December 18, 2007

The meaning mining business

Says my colleague Bob Ladd in an email about prepositions (heaven knows why we email each other when we can just walk across the hall between each other's offices):

I can't resist pointing out "the best band in the world" vs. "the best band on the planet". I had noticed some time ago the extent to which "the planet" is taking over from "the world" in such superlative expressions, which I think reflects some change of perspective induced by globalization and/or the space age, but I'd never noticed the prepositions before. Does Lawler's analysis explain this?

The answer is, as far as I can see, no. Perhaps I'm doing Lawler's analysis an injustice, but I think this is the kind of case where the metaphorical meaning mine doesn't self-evidently offer up the explanatory ore that we were hoping for. (John Lawler agrees with me, by the way; this isn't a criticism of his analysis. He and I both think the metaphorical basis of preposition choice only gives you a rough rule of thumb.)

Of course, we could always post-hoc it. We could say that people who claim the Rolling Stones are the best band in the world are using an older metaphor from earlier centuries, when air travel was unknown and the world, experientially, was a 3-dimensional space we are all embedded within, the hills and trees above us and the valleys and streams below us, so in is used, locating the Stones within the container-like 3-dimensional area that is the world of our consciousness; and we could say that when we claim the Stones are the best band on the planet we are speaking like 21st-century, topologically sophisticated people who have seen satellite pictures and Google earth, so on is appropriate, locating the Stones on the 2-dimensional surface of a 3-dimensional sphere.

But I think it's post-hoc. I just don't believe it could have been predicted in advance that the words world and planet would behave exactly this way, given merely semantic information about them. Though I could be wrong: we linguists don't have any privileged access to the real and correct semantic information about a word, we have to hypothesize what it might be and then draw conclusions from our hypotheses and see if they predict incorrectly.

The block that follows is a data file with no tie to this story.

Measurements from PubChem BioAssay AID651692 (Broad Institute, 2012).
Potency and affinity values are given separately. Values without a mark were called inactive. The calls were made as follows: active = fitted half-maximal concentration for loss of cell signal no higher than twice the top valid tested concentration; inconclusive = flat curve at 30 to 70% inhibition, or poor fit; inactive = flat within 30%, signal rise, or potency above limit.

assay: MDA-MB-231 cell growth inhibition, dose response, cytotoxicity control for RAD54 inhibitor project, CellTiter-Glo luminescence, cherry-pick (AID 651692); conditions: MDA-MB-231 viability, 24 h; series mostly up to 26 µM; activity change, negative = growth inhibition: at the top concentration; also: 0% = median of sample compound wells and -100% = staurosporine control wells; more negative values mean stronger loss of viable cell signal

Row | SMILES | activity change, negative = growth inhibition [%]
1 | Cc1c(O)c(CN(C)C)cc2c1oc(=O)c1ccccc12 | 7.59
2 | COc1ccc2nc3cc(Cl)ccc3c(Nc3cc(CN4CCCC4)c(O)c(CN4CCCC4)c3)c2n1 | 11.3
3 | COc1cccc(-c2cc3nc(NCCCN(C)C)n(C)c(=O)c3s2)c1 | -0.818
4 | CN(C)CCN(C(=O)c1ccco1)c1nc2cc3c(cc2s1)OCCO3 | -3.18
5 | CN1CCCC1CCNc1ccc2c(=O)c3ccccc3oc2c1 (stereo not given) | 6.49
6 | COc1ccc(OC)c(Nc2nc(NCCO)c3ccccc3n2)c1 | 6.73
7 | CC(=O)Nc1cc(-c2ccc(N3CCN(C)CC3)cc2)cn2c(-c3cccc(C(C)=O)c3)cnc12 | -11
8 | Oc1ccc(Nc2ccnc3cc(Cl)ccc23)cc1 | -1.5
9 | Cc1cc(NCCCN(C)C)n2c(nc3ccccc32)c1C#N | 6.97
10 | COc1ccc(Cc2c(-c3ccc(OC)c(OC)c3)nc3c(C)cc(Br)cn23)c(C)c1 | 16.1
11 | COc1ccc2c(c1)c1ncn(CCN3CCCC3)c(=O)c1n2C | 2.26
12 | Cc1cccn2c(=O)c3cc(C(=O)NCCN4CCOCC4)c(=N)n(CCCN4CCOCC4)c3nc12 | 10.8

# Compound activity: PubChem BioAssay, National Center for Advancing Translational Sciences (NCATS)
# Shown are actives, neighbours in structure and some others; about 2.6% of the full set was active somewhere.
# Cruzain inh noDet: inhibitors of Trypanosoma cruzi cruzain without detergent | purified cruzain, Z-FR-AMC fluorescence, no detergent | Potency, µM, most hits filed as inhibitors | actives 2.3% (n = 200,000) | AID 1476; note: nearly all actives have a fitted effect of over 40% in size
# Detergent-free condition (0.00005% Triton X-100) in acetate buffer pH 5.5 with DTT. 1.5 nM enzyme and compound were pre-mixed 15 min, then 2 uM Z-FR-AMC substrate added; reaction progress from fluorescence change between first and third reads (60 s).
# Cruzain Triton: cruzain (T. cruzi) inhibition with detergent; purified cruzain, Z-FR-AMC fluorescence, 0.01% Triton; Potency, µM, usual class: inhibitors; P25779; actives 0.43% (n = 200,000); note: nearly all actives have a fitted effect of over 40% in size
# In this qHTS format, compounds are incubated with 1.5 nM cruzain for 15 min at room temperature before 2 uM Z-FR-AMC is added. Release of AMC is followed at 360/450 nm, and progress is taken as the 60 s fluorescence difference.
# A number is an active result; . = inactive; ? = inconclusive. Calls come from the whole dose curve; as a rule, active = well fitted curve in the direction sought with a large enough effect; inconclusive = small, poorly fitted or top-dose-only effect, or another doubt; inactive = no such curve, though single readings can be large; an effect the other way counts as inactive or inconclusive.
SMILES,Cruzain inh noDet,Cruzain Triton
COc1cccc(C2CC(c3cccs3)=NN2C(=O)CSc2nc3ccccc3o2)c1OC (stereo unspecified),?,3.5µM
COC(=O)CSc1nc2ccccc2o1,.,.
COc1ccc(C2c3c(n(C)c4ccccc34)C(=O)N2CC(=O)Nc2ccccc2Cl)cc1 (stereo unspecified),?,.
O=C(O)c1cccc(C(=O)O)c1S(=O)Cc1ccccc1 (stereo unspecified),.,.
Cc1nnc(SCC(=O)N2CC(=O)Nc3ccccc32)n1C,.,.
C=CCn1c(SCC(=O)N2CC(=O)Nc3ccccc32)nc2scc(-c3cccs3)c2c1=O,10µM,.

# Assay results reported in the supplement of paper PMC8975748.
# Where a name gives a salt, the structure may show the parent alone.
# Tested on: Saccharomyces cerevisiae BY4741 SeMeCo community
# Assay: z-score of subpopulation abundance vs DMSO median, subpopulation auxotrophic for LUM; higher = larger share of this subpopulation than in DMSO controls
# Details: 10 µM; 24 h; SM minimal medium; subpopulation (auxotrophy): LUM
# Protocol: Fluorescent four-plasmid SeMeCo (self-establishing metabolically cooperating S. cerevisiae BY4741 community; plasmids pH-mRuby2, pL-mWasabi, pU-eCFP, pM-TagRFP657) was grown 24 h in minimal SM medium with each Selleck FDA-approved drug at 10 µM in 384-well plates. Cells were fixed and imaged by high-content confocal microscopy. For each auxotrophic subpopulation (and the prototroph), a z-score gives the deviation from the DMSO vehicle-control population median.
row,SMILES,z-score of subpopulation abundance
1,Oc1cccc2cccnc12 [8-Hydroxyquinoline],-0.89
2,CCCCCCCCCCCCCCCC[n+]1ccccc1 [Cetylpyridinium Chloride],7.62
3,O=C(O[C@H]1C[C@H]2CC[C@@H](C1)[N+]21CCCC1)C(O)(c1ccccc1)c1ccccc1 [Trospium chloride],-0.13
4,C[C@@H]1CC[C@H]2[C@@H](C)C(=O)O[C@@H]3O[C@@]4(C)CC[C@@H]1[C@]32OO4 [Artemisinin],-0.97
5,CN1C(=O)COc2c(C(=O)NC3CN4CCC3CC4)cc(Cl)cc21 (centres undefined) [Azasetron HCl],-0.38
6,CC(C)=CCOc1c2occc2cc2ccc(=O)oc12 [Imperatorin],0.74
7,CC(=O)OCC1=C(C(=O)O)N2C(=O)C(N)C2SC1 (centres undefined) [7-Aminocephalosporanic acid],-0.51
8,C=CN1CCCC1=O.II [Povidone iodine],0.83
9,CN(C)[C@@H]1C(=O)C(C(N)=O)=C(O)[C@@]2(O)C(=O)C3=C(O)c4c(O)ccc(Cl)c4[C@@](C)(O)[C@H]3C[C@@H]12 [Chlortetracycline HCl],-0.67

My hunch is that English preposition choice often comes close to being explainable in terms of semantics and metaphors, but when you get near the grammaticized edges it starts to let you down.

Why do we laugh at someone but pour scorn and ridicule on them? Are they more like a point target when we are laughing and more like a flat surface when we dole out ridicule as if it were a gooey humiliating liquid? Could you really predict, if you didn't already know, that given what a joke is, we would say The joke is on you (not at you)?

You could just say "Yes" to all this, I suppose, and I don't know what to tell you about why I don't believe you. I can only supply more examples of where I think metaphor is of doubtful predictive power.

Why do we trust, or believe, or have faith in someone but rely or count on them? Are they more like a container when trust or belief or faith is the issue and more like a surface when reliability is the issue? Don't you put your trust in the ice when you walk out on it? Aren't you relying on a plane when you get in it?

You see where I'm going with this? There is a vein of truth in the semantic/metaphorical analysis of preposition meanings and preposition choice, and it is a very useful guide. But it is important not to work that vein until it runs out (I'm deep in a mining metaphor here, you see) and then try to save its predictive power by sifting through the mine tailings looking for nodules of post-hoc explanatory gold that you can take into town and sell to some sucker who can be convinced into staking his fortune on the meaning mining business.

By the way, why do we invest in a mine but stake our fortune on it?

Posted by Geoffrey K. Pullum at December 18, 2007 09:49 AM